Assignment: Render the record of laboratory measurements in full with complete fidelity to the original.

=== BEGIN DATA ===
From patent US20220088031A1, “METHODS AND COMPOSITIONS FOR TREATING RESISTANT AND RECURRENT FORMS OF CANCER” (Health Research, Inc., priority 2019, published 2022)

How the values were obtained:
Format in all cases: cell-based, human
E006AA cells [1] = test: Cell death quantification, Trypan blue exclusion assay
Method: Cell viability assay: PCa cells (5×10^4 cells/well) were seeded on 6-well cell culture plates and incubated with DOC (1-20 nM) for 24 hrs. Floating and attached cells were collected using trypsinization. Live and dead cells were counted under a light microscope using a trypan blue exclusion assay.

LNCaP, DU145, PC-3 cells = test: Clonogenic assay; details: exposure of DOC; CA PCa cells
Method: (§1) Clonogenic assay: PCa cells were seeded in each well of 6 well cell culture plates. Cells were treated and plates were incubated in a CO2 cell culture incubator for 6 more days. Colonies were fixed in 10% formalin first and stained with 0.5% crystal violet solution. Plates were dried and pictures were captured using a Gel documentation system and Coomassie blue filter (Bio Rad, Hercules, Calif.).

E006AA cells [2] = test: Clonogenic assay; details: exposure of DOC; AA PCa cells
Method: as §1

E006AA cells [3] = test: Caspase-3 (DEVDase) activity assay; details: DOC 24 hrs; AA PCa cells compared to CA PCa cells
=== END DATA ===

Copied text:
From patent US20220088031A1, “METHODS AND COMPOSITIONS FOR TREATING RESISTANT AND RECURRENT FORMS OF CANCER” (Health Research, Inc., priority 2019, published 2022)

How the values were obtained:
Format in all cases: cell-based, human
E006AA cells [1] = test: Cell death quantification, Trypan blue exclusion assay
Method: Cell viability assay: PCa cells (5×10^4 cells/well) were seeded on 6-well cell culture plates and incubated with DOC (1-20 nM) for 24 hrs. Floating and attached cells were collected using trypsinization. Live and dead cells were counted under a light microscope using a trypan blue exclusion assay.

LNCaP, DU145, PC-3 cells = test: Clonogenic assay; details: exposure of DOC; CA PCa cells
Method: (§1) Clonogenic assay: PCa cells were seeded in each well of 6 well cell culture plates. Cells were treated and plates were incubated in a CO2 cell culture incubator for 6 more days. Colonies were fixed in 10% formalin first and stained with 0.5% crystal violet solution. Plates were dried and pictures were captured using a Gel documentation system and Coomassie blue filter (Bio Rad, Hercules, Calif.).

E006AA cells [2] = test: Clonogenic assay; details: exposure of DOC; AA PCa cells
Method: as §1

E006AA cells [3] = test: Caspase-3 (DEVDase) activity assay; details: DOC 24 hrs; AA PCa cells compared to CA PCa cells